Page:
not substantially burden religious exercise without
          compelling justification;

          (4) in Employment
          Division v. Smith, 494 U.S. 872 (1990) the Supreme Court
          virtually eliminated the requirement that the government
          justify burdens on religious exercise imposed by laws
          neutral toward religion; and

          (5) the compelling
          interest test as set forth in prior Federal court rulings
          is a workable test for striking sensible balances between
          religious liberty and competing prior governmental
          interests.

          (b) Purposes: The
          purposes of this Act are–

          (1) to restore the
          compelling interest test as set forth in Sherbert v.
          Verner, 374 U.S. 398 (1963) and Wisconsin v. Yoder, 406
          U.S. 205 (1972) and to guarantee its application in all
          cases where free exercise of religion is substantially
          burdened; and

          (2) to provide a claim or
          defense to persons whose religious exercise is
          substantially burdened by government.

          Please see http://www.eppc.org/publications/pubID.4654/pub_detail.asp for a detailed discussion of why this new mandate of the Obama administration violates RFRA.  RFRA provides that the federal government may substantially burden a person’s exercise of religion only if it demonstrates that application of the burden to the person—(1) is in furtherance of a compelling governmental interest; and(2) is the least restrictive means of furthering that compelling governmental interest.I do not believe that any law/regulation has ever passed this test before the Supreme Court.

          • JWH

            Thank you for the information, Walter. I wasn’t sure which test would apply to a contraceptive-coverage mandate, but I’m (somewhat) gratified to see that it’s strict scrutiny.

            But I don’t think RFRA gives you an entire “get out of jail free” card when it comes to the law. Since you’ve got some expertise here, how do you think RFRA would affect a contraceptive-coverage mandate imposed on a business that is not religious in function, but is run by a religious person?

          • Walter_Cronanty

             Sorry, see my reply below.

  • herddog505

    Planned Parenthood called Paul’s Pantry, part of the St. Vincent de Paul Society and the biggest food pantry in Wisconsin, and asked them to come and pick up donations, which may have been noble, but wasn’t something the Catholic organization felt comfortable doing — sending a truck over and perhaps giving the abortion provider a photo opportunity.

    Clever.  Not unlike the local mafia boss inviting the DA over to his house to attend a police charity fundraiser.


    Planned Parenthood (and its friends) are entities that serve the public good; the Catholic Food Pantry (and its friends) are entities that block the public good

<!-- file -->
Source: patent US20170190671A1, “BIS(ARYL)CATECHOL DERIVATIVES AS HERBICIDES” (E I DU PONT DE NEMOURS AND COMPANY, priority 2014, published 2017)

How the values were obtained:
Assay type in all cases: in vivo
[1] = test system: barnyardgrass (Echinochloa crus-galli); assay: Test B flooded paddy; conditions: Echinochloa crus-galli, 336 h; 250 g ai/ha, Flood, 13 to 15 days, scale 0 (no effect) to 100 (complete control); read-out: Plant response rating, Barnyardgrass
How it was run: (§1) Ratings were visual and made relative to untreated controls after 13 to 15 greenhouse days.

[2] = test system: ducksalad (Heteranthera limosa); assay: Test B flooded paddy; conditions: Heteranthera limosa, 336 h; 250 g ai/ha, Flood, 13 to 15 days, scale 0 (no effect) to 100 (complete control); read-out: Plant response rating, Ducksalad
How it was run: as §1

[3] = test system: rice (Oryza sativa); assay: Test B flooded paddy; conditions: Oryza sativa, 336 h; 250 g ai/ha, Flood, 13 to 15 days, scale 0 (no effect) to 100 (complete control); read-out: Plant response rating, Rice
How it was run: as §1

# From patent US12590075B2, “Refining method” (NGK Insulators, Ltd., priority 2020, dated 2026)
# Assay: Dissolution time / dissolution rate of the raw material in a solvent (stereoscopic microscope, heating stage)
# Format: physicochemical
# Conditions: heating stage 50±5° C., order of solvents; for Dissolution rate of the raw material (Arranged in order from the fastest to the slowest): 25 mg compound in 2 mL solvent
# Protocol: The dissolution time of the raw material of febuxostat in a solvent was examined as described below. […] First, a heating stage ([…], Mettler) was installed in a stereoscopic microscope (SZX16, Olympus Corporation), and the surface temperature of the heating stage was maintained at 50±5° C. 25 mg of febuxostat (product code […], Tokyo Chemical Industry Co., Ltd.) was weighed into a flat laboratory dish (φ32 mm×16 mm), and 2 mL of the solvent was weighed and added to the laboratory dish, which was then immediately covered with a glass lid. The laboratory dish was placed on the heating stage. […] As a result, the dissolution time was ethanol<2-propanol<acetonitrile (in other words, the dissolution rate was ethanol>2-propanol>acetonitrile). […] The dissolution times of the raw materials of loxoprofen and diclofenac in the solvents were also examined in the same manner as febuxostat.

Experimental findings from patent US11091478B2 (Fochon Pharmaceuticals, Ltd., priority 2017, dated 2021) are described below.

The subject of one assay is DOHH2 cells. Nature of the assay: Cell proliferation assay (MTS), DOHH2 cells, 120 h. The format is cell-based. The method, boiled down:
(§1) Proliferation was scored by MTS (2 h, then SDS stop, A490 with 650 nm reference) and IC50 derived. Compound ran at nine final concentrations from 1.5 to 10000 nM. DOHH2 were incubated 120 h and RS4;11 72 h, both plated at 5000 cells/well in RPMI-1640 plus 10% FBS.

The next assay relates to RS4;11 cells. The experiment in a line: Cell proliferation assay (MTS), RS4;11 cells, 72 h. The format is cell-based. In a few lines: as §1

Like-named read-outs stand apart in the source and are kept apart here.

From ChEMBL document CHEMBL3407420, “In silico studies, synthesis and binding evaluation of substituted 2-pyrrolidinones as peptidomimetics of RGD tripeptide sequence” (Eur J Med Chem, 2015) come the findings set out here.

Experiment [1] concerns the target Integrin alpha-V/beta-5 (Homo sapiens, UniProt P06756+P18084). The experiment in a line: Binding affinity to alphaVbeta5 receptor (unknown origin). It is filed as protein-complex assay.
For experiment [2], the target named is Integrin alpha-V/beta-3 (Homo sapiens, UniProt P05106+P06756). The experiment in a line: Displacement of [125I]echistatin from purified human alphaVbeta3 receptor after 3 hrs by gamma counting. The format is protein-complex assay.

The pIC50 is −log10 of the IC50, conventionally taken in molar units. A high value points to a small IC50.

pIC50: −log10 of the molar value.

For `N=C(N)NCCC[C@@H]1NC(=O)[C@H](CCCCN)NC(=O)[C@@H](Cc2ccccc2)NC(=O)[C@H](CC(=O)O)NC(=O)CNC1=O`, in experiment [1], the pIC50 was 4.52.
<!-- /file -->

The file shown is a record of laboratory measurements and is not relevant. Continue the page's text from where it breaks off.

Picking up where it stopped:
“Public good” being wholly defined by the left.  And the Catholics are hardly alone in this as Susan G. Komen found out a couple of weeks ago.

    Once again, it’s like organized crime: “We’re here to collect money for a… um… neighborhood protection association.  Youse is gonna pay $50 every week for dues, y’unnerstand?  It’s to keep the neighborhood safe.  Youse WANNA keep the neighborhood safe, right?  Like your shop here.  It’s nice.  Be a shame if somethin’… happened… to it.”

    It will be interesting to see if Paul’s Pantry knuckles under.

    AdjoranThis is an issue of conscience for every American, even those who favor abortion on demand on the basis of individual freedom.  Catholics should be making this point instead of allowing ourselves to be carved out from the herd as if by a cattle dog.  We should be joining with private business owners and pro-life Protestants and fighting for right on principle.

    Excellent point.  The other food banks in the area – for that matter, the other churches – should side with Paul’s Pantry on this.  They must all hang together, or they will certainly hang separately.

  • Walter_Cronanty

     Whatever my “expertise” may be, it comes to a screeching halt when it comes to predictions, but since you asked….. Assuming that RFRA would cause the mandate to be invalid for the Church itself, if one is intellectually honest, I don’t see how you could then require an individual to provide that same product when his religion prohibits the provision of said product.  I like that result as it means more individual freedom and generally aligns with my thinking on religious freedom.  But, when one starts taking RFRA to its logical conclusion and also attempts to stay intellectually honest, the law becomes more problematic.  When the Little Sisters of Perpetual Promiscuity open their House of Whoreship and paying the High Priestess for sexual favors is the church’s method of fulfilling its sacrament of tithing, an entirely different sort of result ensues.  To make it a bit more realistic, how does RFRA apply to jihad.  If that’s too easy, how does RFRA apply to various facets of Sharia, say female circumcision?  That I don’t know, and I don’t want to think about it, really.  Hope we don’t get there, but unintended consequences can be a bitch.  Oh, and my prediction is worth every cent you paid for it.